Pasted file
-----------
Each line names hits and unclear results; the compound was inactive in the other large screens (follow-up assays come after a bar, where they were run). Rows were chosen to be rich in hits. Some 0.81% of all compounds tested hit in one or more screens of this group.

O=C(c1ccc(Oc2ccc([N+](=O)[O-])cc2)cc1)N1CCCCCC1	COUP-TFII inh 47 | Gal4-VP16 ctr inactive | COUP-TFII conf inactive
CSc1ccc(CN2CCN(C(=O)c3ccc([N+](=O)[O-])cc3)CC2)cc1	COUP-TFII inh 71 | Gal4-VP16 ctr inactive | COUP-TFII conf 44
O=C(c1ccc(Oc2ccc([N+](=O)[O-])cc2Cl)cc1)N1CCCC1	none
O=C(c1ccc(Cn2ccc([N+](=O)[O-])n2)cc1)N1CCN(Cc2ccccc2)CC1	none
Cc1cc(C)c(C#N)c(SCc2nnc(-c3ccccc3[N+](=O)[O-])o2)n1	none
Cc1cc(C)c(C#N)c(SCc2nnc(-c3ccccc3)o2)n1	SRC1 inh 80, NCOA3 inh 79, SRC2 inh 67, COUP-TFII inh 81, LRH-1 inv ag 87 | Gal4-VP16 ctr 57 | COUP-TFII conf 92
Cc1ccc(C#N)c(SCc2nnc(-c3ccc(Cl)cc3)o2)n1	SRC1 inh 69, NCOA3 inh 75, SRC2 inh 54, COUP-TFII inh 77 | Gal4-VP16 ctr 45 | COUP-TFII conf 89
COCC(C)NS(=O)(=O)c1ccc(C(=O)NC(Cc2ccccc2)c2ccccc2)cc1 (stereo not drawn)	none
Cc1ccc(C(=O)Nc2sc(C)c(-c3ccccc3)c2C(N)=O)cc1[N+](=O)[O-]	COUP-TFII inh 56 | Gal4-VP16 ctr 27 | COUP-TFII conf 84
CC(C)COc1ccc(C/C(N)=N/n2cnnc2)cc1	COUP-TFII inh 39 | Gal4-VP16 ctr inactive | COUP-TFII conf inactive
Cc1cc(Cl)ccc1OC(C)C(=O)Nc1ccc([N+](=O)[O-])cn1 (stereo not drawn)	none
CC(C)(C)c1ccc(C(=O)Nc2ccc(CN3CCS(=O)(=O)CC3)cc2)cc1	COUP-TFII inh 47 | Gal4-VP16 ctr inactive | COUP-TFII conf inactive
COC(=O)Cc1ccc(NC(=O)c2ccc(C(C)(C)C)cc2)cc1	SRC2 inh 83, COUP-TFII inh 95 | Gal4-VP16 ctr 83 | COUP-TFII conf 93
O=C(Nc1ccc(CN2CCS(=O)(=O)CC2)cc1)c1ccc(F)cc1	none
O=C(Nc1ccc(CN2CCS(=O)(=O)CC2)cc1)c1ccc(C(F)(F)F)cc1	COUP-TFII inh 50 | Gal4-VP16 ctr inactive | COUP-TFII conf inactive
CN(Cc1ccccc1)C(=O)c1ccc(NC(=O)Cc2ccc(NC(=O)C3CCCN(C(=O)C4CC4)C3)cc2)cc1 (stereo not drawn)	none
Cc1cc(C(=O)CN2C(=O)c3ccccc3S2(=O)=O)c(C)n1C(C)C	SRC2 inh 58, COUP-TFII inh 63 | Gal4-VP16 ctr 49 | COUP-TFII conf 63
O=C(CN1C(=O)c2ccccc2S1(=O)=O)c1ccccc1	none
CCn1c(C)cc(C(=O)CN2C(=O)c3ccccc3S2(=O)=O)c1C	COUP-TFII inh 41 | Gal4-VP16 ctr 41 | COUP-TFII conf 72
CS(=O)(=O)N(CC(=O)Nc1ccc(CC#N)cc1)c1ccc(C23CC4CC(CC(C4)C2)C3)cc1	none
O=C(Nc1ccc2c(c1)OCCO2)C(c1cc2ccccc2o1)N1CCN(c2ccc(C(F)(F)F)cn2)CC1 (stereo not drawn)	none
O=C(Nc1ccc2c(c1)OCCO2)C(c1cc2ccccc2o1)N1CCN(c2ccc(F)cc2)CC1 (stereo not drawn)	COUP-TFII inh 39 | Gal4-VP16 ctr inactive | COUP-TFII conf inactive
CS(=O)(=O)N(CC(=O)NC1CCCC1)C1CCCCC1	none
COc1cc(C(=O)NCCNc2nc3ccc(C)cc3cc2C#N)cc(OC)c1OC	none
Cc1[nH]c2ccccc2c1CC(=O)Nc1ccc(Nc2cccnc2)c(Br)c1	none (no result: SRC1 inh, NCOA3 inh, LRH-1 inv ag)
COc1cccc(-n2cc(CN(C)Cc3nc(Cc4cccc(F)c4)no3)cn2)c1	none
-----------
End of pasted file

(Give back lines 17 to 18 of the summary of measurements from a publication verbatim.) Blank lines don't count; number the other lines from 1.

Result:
CN(Cc1ccccc1)C(=O)c1ccc(NC(=O)Cc2ccc(NC(=O)C3CCCN(C(=O)C4CC4)C3)cc2)cc1 (stereo not drawn)	none
Cc1cc(C(=O)CN2C(=O)c3ccccc3S2(=O)=O)c(C)n1C(C)C	SRC2 inh 58, COUP-TFII inh 63 | Gal4-VP16 ctr 49 | COUP-TFII conf 63